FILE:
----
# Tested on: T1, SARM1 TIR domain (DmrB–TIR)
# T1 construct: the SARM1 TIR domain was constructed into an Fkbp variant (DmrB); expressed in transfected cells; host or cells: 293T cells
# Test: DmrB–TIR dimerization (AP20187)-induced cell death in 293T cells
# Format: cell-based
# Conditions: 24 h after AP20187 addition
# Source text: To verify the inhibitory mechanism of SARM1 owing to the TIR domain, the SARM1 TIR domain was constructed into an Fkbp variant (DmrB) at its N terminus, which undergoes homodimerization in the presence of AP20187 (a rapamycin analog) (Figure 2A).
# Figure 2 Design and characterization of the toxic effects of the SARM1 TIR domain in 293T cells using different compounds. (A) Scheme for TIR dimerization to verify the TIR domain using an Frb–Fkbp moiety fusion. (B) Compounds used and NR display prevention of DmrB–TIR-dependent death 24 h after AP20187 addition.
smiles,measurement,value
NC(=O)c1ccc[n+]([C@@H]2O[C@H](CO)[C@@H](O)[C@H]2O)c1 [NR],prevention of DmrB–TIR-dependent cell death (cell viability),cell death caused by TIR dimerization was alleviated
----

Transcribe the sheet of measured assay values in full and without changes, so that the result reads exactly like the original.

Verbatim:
# Tested on: T1, SARM1 TIR domain (DmrB–TIR)
# T1 construct: the SARM1 TIR domain was constructed into an Fkbp variant (DmrB); expressed in transfected cells; host or cells: 293T cells
# Test: DmrB–TIR dimerization (AP20187)-induced cell death in 293T cells
# Format: cell-based
# Conditions: 24 h after AP20187 addition
# Source text: To verify the inhibitory mechanism of SARM1 owing to the TIR domain, the SARM1 TIR domain was constructed into an Fkbp variant (DmrB) at its N terminus, which undergoes homodimerization in the presence of AP20187 (a rapamycin analog) (Figure 2A).
# Figure 2 Design and characterization of the toxic effects of the SARM1 TIR domain in 293T cells using different compounds. (A) Scheme for TIR dimerization to verify the TIR domain using an Frb–Fkbp moiety fusion. (B) Compounds used and NR display prevention of DmrB–TIR-dependent death 24 h after AP20187 addition.
smiles,measurement,value
NC(=O)c1ccc[n+]([C@@H]2O[C@H](CO)[C@@H](O)[C@H]2O)c1 [NR],prevention of DmrB–TIR-dependent cell death (cell viability),cell death caused by TIR dimerization was alleviated